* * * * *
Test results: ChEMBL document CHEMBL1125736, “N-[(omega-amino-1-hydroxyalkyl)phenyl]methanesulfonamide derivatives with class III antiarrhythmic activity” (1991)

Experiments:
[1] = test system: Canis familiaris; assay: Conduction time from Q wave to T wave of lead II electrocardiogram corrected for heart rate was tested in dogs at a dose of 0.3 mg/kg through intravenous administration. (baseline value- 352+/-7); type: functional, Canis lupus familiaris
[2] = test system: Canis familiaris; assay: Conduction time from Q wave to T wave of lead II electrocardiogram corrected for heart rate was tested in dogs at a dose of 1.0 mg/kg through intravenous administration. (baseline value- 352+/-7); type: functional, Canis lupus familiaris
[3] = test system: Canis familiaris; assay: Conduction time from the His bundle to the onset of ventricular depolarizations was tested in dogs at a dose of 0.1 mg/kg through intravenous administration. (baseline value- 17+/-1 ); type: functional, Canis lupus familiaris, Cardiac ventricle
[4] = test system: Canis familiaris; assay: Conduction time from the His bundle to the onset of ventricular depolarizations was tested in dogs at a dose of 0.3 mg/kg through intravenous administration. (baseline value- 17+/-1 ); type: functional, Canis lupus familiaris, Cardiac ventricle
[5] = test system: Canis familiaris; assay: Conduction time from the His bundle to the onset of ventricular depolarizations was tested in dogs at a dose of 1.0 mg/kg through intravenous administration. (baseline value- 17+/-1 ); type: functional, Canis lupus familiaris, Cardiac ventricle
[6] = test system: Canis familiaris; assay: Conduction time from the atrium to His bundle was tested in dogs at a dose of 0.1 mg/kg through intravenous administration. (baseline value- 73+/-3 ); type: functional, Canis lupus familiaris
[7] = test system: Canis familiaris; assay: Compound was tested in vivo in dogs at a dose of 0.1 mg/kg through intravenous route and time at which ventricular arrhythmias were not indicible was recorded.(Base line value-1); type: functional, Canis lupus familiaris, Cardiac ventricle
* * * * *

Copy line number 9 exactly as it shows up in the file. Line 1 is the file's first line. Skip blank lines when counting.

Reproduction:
[7] = test system: Canis familiaris; assay: Compound was tested in vivo in dogs at a dose of 0.1 mg/kg through intravenous route and time at which ventricular arrhythmias were not indicible was recorded.(Base line value-1); type: functional, Canis lupus familiaris, Cardiac ventricle